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action research # 2

September 22, 2012

Wild weather in Perth last week resulted in our annual athletics carnival being postponed; sad news for students, especially year 12 House Captains with plans for Leavers’ Week in Dunsborough next term (a carnival re-scheduling clash is imminent). Stage 2 of the action research process – gathering and reflecting on data collected during meetings and interviews – proved as emotionally turbulent as the storm clouds which broke yesterday.


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Let’s start with positives. Here is an overview of what staff currently define as effective about Gifted & Talented delivery at our school:

  • Collaborative group – staff professional learning community and student endeavours are focused on learning
  • Curriculum structured at an appropriate level to needs
  • Enrichment
  • Differentiation
  • Students are distinct individuals and staff have staying power, tenacity, fortitude in adversity
  • Dedicated room assists in defining & creating identity
  • Coordinator role investigates/ monitors
  • Relationships yield joy
  • Sharing with others rejuvenates practice (this was a reference to our weekly Techie Brekky sessions)
  • Inspires creative, innovative, challenging teaching with open-ended tasks
  • Students are interested & engaged & doing well; some amazing test results

It was the emotional tone underlying words that held me in check.  I stayed in the torrent of expressed concerns and listened.  Difficult territory to inhabit, let alone map and codify. By Thursday night, I felt exhausted, and this morning was my first opportunity to sleep in without an alarm to interrupt dreamscapes.

At the risk of sounding naive, I knew that passions were keenly felt (our school has a long history of academic achievement and pride, and rebuilding coupled with relocation on split campuses has been challenging), but it was the sense of injustice that I was learning about first hand. Blame often arises as a side effect of emotional turmoil.

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This is what parents said was working against G&T program delivery:

  • Going through difficult times while we bear with the relocation
  • School perceived in a negative light, so students buy into negativity outside the community
  • Students are labelled as nerds/ homework then becomes an avoidance mechanism
  • Perception that students outside G&T programme don’t have to do so much work, and this becomes ingrained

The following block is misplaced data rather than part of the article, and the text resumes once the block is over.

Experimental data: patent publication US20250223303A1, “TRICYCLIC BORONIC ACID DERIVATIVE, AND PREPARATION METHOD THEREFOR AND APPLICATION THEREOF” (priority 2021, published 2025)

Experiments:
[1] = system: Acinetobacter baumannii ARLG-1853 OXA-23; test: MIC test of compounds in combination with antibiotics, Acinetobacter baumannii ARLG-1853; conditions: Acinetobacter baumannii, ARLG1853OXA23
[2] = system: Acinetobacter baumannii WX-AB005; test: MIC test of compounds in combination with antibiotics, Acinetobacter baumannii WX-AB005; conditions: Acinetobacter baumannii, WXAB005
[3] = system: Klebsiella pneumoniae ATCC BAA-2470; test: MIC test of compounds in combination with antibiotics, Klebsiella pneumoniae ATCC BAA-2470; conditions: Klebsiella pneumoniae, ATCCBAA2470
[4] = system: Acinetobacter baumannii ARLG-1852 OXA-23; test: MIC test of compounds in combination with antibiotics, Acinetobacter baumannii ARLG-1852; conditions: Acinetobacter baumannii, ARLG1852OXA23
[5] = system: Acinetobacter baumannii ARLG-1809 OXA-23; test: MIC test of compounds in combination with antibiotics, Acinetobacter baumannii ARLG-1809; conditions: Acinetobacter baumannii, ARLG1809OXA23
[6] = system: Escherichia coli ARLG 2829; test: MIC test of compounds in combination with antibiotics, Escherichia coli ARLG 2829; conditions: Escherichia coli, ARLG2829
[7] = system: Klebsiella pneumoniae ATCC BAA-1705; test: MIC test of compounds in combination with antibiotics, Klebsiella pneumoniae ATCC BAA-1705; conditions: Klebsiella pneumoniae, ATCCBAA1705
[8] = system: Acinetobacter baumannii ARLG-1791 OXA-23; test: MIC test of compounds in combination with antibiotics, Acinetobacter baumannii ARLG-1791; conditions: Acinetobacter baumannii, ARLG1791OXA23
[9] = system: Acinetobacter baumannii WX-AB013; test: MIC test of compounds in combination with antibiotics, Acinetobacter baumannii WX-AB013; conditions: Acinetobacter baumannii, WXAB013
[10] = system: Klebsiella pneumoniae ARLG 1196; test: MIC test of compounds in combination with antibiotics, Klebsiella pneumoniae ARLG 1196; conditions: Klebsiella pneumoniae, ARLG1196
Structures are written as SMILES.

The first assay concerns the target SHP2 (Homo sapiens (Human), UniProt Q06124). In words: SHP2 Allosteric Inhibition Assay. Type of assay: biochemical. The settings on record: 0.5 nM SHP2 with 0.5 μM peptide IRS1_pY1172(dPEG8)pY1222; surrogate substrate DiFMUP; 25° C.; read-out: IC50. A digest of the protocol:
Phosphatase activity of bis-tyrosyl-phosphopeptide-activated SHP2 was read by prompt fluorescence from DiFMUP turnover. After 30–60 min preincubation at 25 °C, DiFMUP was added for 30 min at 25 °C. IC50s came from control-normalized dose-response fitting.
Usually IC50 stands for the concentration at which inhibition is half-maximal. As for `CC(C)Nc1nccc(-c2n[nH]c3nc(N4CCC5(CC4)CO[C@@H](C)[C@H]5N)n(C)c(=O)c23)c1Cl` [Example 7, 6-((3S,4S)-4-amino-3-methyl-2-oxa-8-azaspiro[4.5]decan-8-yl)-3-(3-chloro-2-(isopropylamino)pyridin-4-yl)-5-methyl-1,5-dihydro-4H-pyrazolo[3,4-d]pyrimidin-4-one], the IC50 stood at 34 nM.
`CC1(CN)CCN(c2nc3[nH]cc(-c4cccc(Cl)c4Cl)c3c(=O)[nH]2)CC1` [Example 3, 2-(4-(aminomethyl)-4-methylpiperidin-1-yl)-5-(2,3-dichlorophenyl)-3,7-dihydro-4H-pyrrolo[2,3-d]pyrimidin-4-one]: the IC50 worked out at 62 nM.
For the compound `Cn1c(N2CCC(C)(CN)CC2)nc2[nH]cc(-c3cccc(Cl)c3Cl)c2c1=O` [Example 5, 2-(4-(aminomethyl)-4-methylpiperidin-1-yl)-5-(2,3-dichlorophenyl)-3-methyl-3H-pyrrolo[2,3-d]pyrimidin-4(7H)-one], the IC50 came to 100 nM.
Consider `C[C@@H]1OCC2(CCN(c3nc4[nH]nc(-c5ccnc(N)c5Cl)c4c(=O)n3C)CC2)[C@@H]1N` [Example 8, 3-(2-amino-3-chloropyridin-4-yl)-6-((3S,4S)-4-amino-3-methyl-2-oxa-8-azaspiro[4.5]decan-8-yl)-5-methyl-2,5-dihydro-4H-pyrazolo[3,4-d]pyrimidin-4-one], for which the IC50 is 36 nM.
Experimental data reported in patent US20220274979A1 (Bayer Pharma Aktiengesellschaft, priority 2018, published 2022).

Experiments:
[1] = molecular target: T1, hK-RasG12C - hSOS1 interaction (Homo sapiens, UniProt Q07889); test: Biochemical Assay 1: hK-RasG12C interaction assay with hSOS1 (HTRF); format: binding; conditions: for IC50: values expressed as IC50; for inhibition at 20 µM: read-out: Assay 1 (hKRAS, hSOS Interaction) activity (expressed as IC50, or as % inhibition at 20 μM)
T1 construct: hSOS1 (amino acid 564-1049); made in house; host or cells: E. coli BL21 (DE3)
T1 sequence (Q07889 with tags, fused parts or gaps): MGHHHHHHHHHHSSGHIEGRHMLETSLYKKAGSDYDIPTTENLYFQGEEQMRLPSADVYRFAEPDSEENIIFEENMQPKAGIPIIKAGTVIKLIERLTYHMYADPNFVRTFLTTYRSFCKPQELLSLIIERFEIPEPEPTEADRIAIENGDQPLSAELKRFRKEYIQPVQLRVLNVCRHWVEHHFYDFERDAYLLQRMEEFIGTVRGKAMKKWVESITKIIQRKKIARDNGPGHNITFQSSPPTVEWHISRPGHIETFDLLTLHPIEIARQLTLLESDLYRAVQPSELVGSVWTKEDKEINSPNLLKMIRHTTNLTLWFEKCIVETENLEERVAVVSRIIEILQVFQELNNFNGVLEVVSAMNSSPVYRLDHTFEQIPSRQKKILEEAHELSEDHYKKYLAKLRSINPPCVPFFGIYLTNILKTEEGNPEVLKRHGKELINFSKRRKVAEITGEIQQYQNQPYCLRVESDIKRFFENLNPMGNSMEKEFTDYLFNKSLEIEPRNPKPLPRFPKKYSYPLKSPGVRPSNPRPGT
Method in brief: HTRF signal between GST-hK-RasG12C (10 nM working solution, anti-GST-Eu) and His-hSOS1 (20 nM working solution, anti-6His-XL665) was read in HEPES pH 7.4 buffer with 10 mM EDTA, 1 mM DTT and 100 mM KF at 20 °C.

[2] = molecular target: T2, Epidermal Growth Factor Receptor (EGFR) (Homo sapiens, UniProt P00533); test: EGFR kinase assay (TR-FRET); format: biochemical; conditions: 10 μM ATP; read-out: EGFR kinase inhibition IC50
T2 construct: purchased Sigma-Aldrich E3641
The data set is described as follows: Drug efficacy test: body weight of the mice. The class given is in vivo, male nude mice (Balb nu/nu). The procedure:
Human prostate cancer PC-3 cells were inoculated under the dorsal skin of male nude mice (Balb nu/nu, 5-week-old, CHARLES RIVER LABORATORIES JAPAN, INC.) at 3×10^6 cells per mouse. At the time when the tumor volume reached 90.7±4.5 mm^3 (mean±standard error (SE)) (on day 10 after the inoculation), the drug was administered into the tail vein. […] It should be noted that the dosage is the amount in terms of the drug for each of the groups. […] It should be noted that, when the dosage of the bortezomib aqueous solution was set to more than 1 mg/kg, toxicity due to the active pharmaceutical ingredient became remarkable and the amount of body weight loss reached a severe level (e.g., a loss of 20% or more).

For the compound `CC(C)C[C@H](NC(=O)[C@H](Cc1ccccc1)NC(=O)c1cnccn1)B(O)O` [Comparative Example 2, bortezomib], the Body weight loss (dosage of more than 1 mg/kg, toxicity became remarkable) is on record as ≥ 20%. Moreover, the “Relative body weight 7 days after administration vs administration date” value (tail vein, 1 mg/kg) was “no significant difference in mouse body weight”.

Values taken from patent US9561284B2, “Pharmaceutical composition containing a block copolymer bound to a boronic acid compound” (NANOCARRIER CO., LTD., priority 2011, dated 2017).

• Lackadaisical student habits
  • Split site, therefore student leadership difficult to promote
  • Students not necessarily performing at expected levels/ discussion around when perceptions are set after second term exams in year 10

Written up like this as a blog posting minimises heat, alleviating a little of the sting of these words. At the time, listening gave my cheeks a rose-tainted gleam.  What can I do about it? I wondered. This is huge. Not so enormous today, methinks.  The wonders of a good night’s sleep!

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Suggested improvements were also shared by parents:

  • Change culture
  • Sustain students’ sense of wonderment and awe
  • Maintain transition, link and build relationships
  • Celebrate
  • Live the school motto with pride (G&T shirt collars?); reignite passion by celebrating successes
  • Emphasise rigour, relevance, relationships

Culture change? Wow – the immensity of scale: Culture is situated in human activity and circulates.  Hard to isolate, taken for granted when harmonious, there is a concomitant difficulty in asserting cultural change, especially for people oblivious to the nuances of a school community, and perhaps feeling inadequate to the task of defining the school’s culture, embedded as it is in expression of feelings and emotions (Beatty, 2005).

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This morning, the view framed by my study window is once again suffused with sunlight; a little windy, perhaps, but no storm damage sustained. If collaborative cultures demand shared creation of new knowledge, then openness is an essential part of the process of creating a vigorous, robust learning community (Beatty, 2007). Difficult as it was exposing stakeholders’ perceptions, their similarities as well as differences in perspective (student vs. staff; administration vs. parents), I am at the edge of a maelstrom leading the review process.

Chaos feels uncomfortable, and emotional stamina is crucial. Am I up to the challenge? My inner voice is saying yes.


Beatty, B. (2005). Emotional Leadership In: B. Davies (Ed.). The essentials of school leadership (pp. 122-144).London: Corwin Press.

Beatty, B. (2007). Going through the emotions: leadership that gets to the heart of school renewal. Australian Journal of Education 51(3), 328-340. Retrieved September 22, 2012 from EBSCO host.


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